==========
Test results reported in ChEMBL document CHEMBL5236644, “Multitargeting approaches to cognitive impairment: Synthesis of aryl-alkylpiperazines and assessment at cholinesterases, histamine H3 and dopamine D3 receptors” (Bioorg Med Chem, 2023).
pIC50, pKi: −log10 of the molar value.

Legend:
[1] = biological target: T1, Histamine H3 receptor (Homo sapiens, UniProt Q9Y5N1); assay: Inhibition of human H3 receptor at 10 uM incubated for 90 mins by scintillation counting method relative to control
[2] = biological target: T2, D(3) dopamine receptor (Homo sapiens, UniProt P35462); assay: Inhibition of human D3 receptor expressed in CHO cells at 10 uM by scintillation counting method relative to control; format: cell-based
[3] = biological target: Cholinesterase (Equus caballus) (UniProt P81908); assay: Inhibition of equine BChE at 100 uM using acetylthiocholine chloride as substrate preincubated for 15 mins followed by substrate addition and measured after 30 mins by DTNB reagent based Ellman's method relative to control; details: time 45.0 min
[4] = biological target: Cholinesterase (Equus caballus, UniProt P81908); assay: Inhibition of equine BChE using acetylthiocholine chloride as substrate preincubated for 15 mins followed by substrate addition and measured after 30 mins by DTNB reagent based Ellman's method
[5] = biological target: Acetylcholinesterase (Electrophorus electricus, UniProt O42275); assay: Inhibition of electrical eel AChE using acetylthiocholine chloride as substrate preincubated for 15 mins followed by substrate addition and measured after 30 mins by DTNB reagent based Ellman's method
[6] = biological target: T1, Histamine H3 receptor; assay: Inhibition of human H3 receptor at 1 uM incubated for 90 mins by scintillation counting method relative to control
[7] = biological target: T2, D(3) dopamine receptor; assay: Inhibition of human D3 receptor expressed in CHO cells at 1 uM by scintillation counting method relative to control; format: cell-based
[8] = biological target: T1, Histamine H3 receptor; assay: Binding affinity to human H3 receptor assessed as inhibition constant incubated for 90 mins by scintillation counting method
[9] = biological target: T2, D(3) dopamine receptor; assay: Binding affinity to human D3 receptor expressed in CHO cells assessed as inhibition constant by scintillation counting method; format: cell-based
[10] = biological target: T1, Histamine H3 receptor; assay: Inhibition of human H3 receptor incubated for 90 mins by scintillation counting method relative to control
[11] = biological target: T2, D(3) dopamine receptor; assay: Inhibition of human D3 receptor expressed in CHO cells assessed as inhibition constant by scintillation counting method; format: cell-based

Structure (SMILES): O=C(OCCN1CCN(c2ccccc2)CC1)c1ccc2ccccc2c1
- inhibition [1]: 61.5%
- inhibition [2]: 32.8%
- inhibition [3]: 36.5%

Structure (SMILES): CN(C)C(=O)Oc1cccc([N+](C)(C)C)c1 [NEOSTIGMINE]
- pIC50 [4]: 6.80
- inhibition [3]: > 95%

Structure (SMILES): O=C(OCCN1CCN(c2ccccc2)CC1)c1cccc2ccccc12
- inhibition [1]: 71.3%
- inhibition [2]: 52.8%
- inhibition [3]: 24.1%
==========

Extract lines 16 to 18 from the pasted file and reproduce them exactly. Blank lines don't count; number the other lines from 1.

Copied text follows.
- inhibition [1]: 61.5%
- inhibition [2]: 32.8%
- inhibition [3]: 36.5%